The doctoral program in Screen Arts and Cultures is a small, interdisciplinary humanities program that provides students with the opportunity to work closely with faculty on their research at a world-class university with excellent resources and support. Typically students in our program enter with a Master’s degree, though we do not formally require a Master’s degree for admission to the program. We do not offer a M.A. degree. Students work with faculty to create individualized programs of study that draw upon film, television, and new media as well as offerings across campus in fields like History, Women’s Studies, Communication Studies, American Cultures, German Studies, Asian Languages and Cultures, Romance Languages, Music, Comparative Literature, and many more.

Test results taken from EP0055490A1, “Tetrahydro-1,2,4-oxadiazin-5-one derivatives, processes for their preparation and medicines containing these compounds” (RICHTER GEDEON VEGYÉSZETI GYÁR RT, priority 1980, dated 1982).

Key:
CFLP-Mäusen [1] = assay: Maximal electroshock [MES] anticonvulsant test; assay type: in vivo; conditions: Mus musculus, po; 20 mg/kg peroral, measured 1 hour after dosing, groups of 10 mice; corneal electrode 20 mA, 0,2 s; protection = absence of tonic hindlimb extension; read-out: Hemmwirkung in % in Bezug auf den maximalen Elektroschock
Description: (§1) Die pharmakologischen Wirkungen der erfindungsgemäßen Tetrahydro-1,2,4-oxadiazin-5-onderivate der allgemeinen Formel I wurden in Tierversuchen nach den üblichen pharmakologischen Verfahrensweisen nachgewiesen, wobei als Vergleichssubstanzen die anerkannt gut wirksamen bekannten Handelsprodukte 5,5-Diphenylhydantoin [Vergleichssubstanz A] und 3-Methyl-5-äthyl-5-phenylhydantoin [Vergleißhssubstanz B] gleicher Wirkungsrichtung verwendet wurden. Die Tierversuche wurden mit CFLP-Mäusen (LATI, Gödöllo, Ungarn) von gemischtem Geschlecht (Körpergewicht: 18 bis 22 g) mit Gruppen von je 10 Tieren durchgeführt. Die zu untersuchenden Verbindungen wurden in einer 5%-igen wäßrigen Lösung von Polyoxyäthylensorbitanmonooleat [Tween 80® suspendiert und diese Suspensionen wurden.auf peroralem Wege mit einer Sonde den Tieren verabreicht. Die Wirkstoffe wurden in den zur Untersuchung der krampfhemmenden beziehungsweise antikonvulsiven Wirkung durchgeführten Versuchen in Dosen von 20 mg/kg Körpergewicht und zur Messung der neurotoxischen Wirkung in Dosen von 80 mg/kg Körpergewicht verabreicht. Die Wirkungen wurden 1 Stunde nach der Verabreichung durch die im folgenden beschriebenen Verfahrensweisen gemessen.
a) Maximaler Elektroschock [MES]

Our students and graduates have found success inside and outside of academia. Our doctoral students have a strong record of winning competitive fellowship support for dissertators at the University of Michigan, as well as from outside institutions like the Japan Foundation and others. They have published widely, in prominent publications including Film History; Media, Culture, and Society; Television & New Media, Flow. Students have been researchers in a wide range of projects, including the Detroit City Study, the Connected Viewing Initiative at the Carsey-Wolf Center/Warner Bros., and the Screen Arts Mavericks & Makers project, a UM resource which includes the archives of filmmakers Orson Welles, Robert Altman, John Sayles, Alan Rudolph, Nancy Savoca, and producer Ira Deutchman. In addition to tenure-track careers as academics, our graduates have gone on to work in academic counseling, public relations, project management. As with any humanities graduate degree, we believe a doctorate in Screen Arts and Cultures prepares students with skills in writing and research that can be applied widely.